Tourists are drawn to the country’s beaches and its reliable warm sunny summer weather, its nightlife, ancient historical sites, and its natural beauty. Greece welcomed more than 17 million visitors during 2007, which is a large number considering the small size of the country (11 million).
The majority of visitors to Greece are from other European countries, but in recent years there has been an increasing number of tourists from other regions of the world. The vast majority of visitors come from April to October. The high season is from July to August, and the majority of tourists and the travel industry have been concentrated on Crete, the Cyclades and the western Greek islands, and to a lesser extent on the Peloponnese and the Chalkidiki islands in Macedonia. There are still many rewarding areas in the country that are free from mass tourism.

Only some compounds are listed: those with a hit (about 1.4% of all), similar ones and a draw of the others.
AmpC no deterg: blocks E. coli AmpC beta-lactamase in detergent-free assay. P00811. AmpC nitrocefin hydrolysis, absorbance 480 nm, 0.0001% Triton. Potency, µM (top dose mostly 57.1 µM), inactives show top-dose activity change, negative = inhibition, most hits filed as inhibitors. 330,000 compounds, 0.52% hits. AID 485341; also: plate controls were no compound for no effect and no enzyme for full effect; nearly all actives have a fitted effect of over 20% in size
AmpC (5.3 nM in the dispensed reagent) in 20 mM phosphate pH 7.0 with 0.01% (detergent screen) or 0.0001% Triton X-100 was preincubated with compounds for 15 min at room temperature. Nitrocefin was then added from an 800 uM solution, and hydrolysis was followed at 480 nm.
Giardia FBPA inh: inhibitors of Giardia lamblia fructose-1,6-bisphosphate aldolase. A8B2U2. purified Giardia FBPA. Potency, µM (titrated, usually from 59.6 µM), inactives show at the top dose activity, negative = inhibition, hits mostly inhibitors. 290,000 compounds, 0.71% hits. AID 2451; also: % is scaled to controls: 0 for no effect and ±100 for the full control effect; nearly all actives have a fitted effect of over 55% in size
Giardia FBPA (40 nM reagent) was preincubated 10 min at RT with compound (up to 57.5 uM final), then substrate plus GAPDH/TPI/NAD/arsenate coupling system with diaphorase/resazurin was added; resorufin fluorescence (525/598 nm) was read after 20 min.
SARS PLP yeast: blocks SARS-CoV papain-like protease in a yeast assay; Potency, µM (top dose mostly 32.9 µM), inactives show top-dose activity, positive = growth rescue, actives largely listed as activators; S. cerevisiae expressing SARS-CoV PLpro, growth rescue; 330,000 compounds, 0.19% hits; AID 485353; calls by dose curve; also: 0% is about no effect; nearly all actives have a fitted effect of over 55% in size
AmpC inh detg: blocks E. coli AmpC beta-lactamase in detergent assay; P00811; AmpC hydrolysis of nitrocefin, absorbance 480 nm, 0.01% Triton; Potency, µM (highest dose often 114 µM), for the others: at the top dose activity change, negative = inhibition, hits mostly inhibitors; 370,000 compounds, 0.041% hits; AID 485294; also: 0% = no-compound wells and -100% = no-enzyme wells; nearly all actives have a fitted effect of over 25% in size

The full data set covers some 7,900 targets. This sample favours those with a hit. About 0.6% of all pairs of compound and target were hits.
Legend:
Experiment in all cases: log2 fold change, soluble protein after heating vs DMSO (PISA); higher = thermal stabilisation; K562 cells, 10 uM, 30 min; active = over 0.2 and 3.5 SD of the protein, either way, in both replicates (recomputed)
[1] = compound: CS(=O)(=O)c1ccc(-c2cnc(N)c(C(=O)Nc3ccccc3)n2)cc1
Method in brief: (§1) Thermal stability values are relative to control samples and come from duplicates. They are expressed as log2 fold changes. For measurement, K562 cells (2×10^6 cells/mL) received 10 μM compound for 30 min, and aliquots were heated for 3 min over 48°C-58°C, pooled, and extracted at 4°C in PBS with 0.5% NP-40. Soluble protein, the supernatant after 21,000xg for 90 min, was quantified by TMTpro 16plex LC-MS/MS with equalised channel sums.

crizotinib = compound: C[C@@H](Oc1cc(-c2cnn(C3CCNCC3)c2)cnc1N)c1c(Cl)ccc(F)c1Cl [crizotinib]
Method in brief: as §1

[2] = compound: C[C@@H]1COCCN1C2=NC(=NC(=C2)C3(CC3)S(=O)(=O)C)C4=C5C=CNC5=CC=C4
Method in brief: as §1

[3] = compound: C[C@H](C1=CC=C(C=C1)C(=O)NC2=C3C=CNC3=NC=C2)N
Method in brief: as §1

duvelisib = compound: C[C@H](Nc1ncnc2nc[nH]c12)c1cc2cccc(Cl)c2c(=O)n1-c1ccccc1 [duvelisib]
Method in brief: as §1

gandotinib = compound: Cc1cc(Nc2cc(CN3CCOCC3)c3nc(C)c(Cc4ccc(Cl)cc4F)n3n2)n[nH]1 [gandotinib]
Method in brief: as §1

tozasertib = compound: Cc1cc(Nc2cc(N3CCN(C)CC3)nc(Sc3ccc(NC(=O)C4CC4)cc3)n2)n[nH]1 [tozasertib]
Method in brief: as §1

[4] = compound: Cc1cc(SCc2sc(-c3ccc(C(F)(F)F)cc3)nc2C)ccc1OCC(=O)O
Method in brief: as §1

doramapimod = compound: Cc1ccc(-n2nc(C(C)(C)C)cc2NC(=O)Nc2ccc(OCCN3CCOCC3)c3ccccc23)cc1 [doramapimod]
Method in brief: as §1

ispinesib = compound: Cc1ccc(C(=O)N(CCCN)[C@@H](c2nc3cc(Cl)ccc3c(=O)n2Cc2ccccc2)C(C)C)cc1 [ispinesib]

Many visitors coming to Greece for the first time have certain ideas in mind and are surprised to find a country with such a regional and architectural diversity. Famous painted whitewashed houses as well as charming churches decorated with blue domes are only characteristic of one particular region of the country (the Cyclades Islands). Their architecture varied considerably between regions, reflecting the local history. For instance, you can find Neo-Classical architectural styles in the towns of Ermoupolis and Nafplion, white-washed Cycladic buildings on the island of Paros , Ottoman-style architecture in Grevená and Kozáni, and pastel-colored Baroque houses as well as churches on Corfu. The country’s landscape is as diverse as its architectural heritage: idyllic beaches, towering mountain ranges, vine-rich valleys, vast olive groves in the south and lush forests in the north. Historic Greece’s attractions are equally diverse, as the country is scattered with medieval churches and castles as well and classical ruins and temples.
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